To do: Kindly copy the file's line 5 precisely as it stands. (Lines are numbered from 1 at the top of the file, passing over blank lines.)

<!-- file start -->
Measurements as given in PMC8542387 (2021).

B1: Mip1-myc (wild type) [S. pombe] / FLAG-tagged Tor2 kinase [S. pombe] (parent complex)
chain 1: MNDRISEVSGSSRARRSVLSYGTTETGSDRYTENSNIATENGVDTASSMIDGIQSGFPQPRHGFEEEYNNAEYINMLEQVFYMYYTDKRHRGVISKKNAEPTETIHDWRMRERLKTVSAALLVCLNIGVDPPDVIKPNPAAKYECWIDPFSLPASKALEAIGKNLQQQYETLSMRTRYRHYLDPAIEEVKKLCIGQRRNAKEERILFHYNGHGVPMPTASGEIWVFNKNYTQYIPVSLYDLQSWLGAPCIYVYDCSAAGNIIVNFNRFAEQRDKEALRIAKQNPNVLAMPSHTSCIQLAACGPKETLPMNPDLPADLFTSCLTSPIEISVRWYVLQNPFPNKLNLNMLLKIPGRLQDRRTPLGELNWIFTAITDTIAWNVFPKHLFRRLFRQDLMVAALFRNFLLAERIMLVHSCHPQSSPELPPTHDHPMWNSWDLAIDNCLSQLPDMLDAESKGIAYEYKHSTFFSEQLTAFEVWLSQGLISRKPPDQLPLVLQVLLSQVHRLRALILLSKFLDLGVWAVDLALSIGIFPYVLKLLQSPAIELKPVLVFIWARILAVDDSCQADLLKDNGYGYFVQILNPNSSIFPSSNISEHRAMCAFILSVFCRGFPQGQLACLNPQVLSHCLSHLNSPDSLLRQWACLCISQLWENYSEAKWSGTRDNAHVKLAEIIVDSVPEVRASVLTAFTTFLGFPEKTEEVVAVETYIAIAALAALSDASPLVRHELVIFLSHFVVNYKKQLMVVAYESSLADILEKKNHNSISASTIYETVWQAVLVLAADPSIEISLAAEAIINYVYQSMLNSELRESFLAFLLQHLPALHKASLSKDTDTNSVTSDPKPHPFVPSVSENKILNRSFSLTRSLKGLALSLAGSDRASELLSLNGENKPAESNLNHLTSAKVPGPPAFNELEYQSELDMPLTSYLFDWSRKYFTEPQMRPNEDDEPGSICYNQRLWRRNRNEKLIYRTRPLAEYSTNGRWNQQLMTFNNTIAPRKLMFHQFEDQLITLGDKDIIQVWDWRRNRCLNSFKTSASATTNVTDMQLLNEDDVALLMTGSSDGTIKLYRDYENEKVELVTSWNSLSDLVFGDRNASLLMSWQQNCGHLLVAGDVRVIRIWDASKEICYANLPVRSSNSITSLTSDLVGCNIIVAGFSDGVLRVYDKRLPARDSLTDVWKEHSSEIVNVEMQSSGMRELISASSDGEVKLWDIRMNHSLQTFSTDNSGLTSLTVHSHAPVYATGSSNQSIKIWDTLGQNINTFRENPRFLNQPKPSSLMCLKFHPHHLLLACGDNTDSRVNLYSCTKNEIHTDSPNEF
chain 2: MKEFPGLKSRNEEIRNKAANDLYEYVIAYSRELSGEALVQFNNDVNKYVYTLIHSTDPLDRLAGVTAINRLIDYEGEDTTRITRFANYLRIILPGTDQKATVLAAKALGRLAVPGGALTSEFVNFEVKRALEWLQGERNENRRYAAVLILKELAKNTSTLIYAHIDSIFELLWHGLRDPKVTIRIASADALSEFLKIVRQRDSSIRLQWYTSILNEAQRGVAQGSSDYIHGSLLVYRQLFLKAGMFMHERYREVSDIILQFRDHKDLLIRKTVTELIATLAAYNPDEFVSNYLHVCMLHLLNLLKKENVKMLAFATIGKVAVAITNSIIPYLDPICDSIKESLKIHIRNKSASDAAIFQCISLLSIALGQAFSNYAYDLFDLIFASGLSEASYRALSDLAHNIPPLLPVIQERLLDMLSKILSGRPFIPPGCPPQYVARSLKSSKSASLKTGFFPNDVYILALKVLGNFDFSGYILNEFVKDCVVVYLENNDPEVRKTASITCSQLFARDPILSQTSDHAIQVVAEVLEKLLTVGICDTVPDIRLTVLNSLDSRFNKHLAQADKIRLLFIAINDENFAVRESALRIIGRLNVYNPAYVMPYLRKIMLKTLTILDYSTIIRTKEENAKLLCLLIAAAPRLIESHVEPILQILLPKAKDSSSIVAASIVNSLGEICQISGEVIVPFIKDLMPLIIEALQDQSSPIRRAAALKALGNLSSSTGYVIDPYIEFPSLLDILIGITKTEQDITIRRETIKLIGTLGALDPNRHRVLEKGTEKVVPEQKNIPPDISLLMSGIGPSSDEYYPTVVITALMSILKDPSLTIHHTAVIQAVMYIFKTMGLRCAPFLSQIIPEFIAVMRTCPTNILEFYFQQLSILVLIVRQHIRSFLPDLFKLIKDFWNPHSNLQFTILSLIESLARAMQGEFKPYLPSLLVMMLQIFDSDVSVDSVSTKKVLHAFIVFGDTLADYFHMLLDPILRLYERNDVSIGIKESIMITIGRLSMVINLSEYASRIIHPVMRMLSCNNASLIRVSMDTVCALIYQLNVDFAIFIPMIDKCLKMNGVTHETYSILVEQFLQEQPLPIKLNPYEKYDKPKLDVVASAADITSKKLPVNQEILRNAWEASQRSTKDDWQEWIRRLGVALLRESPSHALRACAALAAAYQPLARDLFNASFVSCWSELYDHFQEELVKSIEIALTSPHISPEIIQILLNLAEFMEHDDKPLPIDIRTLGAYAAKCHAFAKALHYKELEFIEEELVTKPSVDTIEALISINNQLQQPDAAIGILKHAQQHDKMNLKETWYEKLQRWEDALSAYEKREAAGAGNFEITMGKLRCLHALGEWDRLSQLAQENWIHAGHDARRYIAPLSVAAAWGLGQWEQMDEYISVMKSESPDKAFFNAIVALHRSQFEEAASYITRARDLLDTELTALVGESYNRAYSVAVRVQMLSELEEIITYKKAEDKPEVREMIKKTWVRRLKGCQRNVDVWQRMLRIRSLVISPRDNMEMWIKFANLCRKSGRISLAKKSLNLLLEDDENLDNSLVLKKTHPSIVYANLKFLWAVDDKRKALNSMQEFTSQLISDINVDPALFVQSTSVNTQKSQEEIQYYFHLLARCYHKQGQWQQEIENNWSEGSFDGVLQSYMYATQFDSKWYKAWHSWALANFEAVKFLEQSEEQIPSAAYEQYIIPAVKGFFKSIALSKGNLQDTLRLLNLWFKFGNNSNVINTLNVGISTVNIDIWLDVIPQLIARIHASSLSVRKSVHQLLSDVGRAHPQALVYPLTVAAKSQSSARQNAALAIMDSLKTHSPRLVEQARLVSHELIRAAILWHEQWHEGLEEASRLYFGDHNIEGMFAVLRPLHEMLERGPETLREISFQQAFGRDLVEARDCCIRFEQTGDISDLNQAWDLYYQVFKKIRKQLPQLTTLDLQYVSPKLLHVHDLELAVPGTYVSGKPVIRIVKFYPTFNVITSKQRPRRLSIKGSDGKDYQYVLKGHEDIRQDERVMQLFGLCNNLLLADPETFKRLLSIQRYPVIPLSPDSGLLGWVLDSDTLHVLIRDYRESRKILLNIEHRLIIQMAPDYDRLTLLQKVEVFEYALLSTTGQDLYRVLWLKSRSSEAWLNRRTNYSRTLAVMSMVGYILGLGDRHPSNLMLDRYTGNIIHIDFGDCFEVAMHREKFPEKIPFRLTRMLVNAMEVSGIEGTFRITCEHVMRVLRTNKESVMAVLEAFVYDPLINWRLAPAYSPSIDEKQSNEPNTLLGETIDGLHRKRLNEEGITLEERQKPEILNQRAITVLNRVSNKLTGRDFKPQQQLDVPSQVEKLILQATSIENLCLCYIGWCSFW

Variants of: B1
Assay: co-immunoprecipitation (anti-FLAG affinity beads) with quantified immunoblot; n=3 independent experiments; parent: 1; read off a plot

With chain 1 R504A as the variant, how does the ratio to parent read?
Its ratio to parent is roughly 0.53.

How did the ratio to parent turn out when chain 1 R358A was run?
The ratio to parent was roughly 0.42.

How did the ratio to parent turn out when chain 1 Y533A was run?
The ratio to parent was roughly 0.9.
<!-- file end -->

Variants of: B1